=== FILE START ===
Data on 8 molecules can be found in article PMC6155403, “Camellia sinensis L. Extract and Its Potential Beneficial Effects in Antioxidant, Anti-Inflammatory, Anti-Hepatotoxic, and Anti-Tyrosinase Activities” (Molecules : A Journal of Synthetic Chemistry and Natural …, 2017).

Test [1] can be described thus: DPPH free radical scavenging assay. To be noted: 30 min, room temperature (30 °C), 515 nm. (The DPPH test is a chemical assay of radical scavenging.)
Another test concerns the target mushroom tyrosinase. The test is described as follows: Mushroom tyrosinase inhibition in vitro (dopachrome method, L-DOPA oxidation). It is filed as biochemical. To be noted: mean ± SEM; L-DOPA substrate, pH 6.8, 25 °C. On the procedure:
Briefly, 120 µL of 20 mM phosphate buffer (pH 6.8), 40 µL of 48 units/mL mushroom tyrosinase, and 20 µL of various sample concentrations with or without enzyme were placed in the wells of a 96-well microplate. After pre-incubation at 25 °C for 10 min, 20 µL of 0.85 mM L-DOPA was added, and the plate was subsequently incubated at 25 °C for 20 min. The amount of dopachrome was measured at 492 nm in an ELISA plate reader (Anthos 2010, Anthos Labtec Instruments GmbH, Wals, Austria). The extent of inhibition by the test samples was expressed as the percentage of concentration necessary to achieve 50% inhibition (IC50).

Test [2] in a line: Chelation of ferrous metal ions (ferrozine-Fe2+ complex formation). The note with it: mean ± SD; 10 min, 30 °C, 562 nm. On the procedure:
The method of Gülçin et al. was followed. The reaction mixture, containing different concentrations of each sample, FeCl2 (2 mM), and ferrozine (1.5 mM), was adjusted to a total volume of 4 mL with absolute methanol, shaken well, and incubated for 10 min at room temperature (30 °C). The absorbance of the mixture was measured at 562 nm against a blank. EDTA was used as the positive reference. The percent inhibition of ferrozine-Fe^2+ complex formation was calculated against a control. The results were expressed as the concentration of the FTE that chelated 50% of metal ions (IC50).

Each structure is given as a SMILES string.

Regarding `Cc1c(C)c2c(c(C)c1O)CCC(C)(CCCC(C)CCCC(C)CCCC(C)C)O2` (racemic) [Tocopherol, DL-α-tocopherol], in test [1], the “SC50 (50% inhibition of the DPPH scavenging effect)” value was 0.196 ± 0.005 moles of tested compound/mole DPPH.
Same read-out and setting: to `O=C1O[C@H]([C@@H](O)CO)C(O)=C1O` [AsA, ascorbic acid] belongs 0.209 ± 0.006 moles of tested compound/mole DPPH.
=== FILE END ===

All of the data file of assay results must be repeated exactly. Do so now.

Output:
Data on 8 molecules can be found in article PMC6155403, “Camellia sinensis L. Extract and Its Potential Beneficial Effects in Antioxidant, Anti-Inflammatory, Anti-Hepatotoxic, and Anti-Tyrosinase Activities” (Molecules : A Journal of Synthetic Chemistry and Natural …, 2017).

Test [1] can be described thus: DPPH free radical scavenging assay. To be noted: 30 min, room temperature (30 °C), 515 nm. (The DPPH test is a chemical assay of radical scavenging.)
Another test concerns the target mushroom tyrosinase. The test is described as follows: Mushroom tyrosinase inhibition in vitro (dopachrome method, L-DOPA oxidation). It is filed as biochemical. To be noted: mean ± SEM; L-DOPA substrate, pH 6.8, 25 °C. On the procedure:
Briefly, 120 µL of 20 mM phosphate buffer (pH 6.8), 40 µL of 48 units/mL mushroom tyrosinase, and 20 µL of various sample concentrations with or without enzyme were placed in the wells of a 96-well microplate. After pre-incubation at 25 °C for 10 min, 20 µL of 0.85 mM L-DOPA was added, and the plate was subsequently incubated at 25 °C for 20 min. The amount of dopachrome was measured at 492 nm in an ELISA plate reader (Anthos 2010, Anthos Labtec Instruments GmbH, Wals, Austria). The extent of inhibition by the test samples was expressed as the percentage of concentration necessary to achieve 50% inhibition (IC50).

Test [2] in a line: Chelation of ferrous metal ions (ferrozine-Fe2+ complex formation). The note with it: mean ± SD; 10 min, 30 °C, 562 nm. On the procedure:
The method of Gülçin et al. was followed. The reaction mixture, containing different concentrations of each sample, FeCl2 (2 mM), and ferrozine (1.5 mM), was adjusted to a total volume of 4 mL with absolute methanol, shaken well, and incubated for 10 min at room temperature (30 °C). The absorbance of the mixture was measured at 562 nm against a blank. EDTA was used as the positive reference. The percent inhibition of ferrozine-Fe^2+ complex formation was calculated against a control. The results were expressed as the concentration of the FTE that chelated 50% of metal ions (IC50).

Each structure is given as a SMILES string.

Regarding `Cc1c(C)c2c(c(C)c1O)CCC(C)(CCCC(C)CCCC(C)CCCC(C)C)O2` (racemic) [Tocopherol, DL-α-tocopherol], in test [1], the “SC50 (50% inhibition of the DPPH scavenging effect)” value was 0.196 ± 0.005 moles of tested compound/mole DPPH.
Same read-out and setting: to `O=C1O[C@H]([C@@H](O)CO)C(O)=C1O` [AsA, ascorbic acid] belongs 0.209 ± 0.006 moles of tested compound/mole DPPH.